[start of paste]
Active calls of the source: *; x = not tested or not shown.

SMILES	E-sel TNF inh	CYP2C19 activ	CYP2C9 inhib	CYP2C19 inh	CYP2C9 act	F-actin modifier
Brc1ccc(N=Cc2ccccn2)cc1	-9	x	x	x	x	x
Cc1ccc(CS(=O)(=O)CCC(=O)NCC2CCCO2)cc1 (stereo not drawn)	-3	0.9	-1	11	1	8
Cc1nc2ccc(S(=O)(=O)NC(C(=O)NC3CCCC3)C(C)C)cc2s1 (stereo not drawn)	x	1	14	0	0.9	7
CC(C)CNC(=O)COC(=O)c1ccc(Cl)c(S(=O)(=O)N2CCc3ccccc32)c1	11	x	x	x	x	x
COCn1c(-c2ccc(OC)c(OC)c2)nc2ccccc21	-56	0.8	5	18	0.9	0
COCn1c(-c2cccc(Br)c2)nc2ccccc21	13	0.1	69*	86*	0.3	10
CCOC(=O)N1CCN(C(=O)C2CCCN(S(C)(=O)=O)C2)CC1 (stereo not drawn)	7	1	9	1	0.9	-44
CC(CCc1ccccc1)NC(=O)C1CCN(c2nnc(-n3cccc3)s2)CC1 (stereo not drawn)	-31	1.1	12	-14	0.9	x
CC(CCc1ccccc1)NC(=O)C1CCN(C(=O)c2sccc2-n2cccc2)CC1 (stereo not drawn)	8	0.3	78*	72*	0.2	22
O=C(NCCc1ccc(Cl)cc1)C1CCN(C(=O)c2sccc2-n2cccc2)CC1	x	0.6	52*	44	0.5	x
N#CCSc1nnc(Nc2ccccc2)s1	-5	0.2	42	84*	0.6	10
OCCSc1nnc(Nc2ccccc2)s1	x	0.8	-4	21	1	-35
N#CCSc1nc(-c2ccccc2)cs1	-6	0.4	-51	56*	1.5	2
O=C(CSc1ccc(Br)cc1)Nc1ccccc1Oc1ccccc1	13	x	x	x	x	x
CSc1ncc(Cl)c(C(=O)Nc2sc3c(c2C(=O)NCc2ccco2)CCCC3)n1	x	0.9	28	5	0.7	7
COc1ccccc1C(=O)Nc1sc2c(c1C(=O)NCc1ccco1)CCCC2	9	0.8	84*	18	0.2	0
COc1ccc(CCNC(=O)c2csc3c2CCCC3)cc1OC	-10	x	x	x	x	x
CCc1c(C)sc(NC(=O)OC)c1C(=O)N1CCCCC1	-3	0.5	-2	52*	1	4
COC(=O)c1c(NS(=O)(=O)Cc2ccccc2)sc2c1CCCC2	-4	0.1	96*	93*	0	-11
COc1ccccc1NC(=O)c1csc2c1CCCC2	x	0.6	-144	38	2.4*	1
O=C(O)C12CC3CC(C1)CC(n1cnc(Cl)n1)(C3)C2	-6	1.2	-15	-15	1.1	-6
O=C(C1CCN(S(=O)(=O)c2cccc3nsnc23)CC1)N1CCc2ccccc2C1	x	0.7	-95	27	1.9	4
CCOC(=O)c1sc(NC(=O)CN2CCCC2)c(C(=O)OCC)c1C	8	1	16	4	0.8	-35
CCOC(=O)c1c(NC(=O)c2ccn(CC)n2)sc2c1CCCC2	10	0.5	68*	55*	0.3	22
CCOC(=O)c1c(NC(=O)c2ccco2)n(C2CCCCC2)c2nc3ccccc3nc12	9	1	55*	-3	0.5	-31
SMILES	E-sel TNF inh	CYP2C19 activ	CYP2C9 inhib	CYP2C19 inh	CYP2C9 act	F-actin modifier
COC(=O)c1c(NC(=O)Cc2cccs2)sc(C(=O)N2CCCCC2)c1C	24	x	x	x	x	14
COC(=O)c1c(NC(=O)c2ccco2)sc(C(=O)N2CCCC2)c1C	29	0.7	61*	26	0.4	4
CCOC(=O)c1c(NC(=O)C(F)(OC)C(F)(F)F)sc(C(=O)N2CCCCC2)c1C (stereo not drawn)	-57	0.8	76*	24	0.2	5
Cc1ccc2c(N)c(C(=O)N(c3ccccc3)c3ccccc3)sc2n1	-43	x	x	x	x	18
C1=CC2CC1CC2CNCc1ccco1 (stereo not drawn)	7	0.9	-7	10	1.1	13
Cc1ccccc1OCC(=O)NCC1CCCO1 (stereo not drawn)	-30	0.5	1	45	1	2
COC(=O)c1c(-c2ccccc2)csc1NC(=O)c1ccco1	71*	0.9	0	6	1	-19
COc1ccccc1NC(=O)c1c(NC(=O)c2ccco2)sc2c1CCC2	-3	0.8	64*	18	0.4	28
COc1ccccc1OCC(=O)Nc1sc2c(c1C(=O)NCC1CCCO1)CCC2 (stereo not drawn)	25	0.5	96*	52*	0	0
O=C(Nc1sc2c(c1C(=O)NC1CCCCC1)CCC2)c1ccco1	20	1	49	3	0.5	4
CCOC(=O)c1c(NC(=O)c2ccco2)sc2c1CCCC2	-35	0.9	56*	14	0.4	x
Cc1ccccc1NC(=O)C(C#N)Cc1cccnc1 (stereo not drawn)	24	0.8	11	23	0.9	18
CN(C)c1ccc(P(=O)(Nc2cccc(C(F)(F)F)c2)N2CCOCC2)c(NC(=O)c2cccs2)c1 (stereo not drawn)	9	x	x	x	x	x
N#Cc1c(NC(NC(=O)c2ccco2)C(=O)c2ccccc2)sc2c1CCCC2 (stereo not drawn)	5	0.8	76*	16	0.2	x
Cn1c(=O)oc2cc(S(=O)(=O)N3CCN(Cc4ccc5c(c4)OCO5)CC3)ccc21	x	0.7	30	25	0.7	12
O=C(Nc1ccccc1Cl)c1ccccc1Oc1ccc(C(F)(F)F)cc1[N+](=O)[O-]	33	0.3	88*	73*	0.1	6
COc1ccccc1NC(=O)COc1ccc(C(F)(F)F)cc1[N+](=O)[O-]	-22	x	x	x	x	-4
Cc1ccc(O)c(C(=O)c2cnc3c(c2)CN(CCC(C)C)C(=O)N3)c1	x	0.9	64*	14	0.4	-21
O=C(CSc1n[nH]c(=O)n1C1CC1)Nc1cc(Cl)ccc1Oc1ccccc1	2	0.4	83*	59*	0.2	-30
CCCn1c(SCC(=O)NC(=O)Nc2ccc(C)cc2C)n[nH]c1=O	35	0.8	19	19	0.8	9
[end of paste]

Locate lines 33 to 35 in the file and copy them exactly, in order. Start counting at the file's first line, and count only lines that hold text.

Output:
C1=CC2CC1CC2CNCc1ccco1 (stereo not drawn)	7	0.9	-7	10	1.1	13
Cc1ccccc1OCC(=O)NCC1CCCO1 (stereo not drawn)	-30	0.5	1	45	1	2
COC(=O)c1c(-c2ccccc2)csc1NC(=O)c1ccco1	71*	0.9	0	6	1	-19